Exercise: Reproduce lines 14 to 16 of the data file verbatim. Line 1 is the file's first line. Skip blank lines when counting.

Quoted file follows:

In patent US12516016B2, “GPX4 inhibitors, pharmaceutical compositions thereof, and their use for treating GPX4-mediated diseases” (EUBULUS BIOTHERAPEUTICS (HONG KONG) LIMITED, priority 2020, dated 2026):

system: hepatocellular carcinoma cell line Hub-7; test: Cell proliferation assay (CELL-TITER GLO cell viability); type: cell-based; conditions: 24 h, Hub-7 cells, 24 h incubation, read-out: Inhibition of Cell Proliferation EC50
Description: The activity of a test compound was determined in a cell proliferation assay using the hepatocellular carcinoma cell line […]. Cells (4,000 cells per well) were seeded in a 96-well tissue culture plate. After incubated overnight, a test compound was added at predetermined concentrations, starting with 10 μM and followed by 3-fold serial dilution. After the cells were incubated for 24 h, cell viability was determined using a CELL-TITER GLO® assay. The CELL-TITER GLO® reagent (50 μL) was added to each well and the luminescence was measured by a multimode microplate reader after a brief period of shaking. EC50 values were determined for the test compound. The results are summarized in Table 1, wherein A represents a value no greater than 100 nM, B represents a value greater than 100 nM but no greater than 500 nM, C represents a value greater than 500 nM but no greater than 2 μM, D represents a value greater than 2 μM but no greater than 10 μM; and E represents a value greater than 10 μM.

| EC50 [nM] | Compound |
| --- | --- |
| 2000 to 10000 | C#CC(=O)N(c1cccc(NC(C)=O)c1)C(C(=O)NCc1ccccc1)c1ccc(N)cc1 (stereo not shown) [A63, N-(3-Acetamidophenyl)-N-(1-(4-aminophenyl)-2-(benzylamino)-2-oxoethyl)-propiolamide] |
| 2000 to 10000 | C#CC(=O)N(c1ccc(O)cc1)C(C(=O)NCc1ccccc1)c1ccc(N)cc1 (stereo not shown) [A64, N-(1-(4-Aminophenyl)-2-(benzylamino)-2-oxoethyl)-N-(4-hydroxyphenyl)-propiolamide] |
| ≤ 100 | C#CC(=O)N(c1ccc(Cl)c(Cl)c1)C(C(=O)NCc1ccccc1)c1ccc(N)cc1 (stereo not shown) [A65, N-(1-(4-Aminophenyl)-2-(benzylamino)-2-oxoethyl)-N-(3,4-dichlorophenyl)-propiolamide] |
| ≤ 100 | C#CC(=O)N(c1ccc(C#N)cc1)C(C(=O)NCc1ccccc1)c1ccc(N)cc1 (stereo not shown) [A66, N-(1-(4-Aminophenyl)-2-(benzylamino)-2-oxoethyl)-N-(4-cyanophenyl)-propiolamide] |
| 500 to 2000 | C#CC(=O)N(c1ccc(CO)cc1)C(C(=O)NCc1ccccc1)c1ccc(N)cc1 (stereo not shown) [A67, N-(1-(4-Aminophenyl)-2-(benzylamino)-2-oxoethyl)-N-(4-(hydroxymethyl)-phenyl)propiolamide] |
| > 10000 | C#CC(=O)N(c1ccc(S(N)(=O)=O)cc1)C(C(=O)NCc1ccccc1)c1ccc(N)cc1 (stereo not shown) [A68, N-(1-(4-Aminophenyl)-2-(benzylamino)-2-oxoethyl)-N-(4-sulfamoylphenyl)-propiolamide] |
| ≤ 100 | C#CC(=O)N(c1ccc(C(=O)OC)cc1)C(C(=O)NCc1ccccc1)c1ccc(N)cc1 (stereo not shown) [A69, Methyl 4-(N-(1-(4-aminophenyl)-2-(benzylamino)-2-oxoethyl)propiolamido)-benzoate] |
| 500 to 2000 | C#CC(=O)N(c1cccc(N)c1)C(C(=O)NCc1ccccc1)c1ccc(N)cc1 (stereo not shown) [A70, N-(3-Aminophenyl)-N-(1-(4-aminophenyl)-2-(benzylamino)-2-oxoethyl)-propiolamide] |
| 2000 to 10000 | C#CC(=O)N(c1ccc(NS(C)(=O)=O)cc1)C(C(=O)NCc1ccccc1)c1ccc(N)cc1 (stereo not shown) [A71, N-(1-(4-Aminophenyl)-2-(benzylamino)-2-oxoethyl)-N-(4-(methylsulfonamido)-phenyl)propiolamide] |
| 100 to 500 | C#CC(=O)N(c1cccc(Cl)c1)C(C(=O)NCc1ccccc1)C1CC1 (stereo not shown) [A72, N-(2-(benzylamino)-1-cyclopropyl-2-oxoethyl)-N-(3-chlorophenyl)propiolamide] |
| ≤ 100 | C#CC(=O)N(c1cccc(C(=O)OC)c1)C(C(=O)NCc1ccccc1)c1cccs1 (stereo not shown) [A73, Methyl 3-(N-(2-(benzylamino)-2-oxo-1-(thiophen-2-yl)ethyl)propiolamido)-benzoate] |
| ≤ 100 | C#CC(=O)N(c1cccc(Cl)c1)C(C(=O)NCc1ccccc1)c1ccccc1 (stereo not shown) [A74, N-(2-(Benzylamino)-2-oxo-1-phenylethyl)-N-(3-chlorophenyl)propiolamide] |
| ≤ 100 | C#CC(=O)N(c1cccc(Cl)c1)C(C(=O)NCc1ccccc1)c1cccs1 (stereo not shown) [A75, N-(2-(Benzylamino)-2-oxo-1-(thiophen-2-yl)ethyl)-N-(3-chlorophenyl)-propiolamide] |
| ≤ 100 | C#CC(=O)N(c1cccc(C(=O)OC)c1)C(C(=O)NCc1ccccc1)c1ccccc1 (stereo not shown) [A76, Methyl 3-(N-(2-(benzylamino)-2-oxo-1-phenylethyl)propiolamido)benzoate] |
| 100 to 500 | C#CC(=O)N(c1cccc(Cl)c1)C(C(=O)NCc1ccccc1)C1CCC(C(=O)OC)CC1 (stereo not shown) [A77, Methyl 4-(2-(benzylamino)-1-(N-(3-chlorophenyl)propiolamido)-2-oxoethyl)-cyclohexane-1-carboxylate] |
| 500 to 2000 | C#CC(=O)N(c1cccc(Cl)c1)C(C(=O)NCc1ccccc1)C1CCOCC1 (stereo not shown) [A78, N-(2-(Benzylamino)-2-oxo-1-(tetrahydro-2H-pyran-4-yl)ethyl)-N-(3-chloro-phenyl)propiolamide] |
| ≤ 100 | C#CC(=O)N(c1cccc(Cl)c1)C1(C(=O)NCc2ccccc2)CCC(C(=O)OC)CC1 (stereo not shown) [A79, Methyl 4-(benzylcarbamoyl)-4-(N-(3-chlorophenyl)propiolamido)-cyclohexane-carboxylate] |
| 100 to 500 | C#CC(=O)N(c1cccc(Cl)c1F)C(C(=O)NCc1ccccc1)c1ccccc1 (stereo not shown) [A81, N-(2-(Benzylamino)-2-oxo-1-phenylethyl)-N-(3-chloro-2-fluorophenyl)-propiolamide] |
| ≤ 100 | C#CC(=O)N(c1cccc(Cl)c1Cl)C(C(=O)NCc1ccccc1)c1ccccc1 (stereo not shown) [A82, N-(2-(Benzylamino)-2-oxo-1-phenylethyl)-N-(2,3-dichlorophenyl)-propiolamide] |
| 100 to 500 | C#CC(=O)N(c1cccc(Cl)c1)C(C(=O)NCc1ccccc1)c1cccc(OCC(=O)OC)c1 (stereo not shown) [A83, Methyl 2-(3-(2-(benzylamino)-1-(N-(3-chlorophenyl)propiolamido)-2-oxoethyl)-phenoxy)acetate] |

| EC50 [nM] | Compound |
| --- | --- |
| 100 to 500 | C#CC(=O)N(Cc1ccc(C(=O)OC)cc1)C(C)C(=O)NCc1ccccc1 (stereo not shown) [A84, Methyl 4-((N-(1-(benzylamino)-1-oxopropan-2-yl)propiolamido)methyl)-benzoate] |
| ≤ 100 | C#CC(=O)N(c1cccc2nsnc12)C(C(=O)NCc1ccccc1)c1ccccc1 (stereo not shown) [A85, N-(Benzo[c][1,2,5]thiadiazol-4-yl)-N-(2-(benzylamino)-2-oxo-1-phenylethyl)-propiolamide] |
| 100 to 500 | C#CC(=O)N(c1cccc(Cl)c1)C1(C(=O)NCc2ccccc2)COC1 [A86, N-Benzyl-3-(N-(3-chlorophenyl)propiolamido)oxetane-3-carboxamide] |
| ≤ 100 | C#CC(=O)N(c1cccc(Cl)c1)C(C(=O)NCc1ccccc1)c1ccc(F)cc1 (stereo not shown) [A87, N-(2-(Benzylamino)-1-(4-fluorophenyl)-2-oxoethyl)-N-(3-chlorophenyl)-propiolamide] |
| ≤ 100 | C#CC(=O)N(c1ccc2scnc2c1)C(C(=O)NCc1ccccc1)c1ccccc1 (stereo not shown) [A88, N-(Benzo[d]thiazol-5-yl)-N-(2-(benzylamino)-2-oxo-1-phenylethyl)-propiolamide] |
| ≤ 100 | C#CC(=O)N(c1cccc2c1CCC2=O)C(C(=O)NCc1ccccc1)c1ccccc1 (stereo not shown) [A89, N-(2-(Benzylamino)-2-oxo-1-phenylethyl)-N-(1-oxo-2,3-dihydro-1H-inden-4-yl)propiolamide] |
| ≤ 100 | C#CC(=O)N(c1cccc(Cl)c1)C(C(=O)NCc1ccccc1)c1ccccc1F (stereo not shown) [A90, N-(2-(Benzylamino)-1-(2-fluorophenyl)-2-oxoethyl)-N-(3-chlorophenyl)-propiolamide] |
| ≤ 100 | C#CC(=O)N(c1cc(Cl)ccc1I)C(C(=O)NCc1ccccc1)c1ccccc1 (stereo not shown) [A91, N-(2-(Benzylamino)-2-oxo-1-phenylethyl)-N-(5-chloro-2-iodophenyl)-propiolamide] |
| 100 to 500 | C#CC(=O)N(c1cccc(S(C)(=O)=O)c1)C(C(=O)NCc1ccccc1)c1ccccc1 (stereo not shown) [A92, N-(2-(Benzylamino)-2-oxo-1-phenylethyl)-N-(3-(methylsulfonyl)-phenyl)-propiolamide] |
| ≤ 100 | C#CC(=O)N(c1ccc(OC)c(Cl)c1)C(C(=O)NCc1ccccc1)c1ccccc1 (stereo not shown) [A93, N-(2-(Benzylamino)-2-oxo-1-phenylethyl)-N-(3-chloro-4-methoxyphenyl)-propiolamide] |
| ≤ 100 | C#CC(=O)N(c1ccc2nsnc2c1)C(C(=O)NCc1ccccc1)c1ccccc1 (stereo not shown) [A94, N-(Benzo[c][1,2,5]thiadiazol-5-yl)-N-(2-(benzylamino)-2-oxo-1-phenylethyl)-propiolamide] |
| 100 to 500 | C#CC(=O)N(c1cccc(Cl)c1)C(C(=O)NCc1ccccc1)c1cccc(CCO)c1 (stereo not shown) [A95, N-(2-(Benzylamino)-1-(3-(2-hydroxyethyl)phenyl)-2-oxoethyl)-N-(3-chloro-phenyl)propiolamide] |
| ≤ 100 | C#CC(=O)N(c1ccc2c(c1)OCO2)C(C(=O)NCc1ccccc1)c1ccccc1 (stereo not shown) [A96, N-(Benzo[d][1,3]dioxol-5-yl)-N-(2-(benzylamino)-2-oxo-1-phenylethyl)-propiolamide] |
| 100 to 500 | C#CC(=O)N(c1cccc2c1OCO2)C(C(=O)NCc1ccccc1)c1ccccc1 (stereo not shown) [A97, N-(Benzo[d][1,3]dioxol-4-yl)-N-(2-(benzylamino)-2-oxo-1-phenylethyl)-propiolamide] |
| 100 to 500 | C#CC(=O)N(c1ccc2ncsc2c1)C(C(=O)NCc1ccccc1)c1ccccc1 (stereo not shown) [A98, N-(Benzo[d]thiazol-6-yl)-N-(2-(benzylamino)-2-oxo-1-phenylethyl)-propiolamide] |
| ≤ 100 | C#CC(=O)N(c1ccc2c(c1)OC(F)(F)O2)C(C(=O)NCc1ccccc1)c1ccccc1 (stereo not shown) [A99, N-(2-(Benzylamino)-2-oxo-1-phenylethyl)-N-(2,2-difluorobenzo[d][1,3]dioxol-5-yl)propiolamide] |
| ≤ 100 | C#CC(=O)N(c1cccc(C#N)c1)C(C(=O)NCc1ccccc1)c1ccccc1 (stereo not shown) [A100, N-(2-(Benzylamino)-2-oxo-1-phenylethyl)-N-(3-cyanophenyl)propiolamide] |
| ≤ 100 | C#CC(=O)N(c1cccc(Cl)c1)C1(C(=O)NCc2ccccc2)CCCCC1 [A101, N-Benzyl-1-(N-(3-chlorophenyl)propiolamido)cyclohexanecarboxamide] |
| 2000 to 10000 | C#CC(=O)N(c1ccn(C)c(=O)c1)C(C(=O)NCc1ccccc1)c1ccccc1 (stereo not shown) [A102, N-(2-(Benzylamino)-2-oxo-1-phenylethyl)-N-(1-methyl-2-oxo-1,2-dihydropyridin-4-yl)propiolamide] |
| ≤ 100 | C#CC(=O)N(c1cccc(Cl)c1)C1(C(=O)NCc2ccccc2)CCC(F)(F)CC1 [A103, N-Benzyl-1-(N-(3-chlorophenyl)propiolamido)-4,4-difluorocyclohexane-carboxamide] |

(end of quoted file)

| 2000 to 10000 | C#CC(=O)N(c1ccc(NS(C)(=O)=O)cc1)C(C(=O)NCc1ccccc1)c1ccc(N)cc1 (stereo not shown) [A71, N-(1-(4-Aminophenyl)-2-(benzylamino)-2-oxoethyl)-N-(4-(methylsulfonamido)-phenyl)propiolamide] |
| 100 to 500 | C#CC(=O)N(c1cccc(Cl)c1)C(C(=O)NCc1ccccc1)C1CC1 (stereo not shown) [A72, N-(2-(benzylamino)-1-cyclopropyl-2-oxoethyl)-N-(3-chlorophenyl)propiolamide] |
| ≤ 100 | C#CC(=O)N(c1cccc(C(=O)OC)c1)C(C(=O)NCc1ccccc1)c1cccs1 (stereo not shown) [A73, Methyl 3-(N-(2-(benzylamino)-2-oxo-1-(thiophen-2-yl)ethyl)propiolamido)-benzoate] |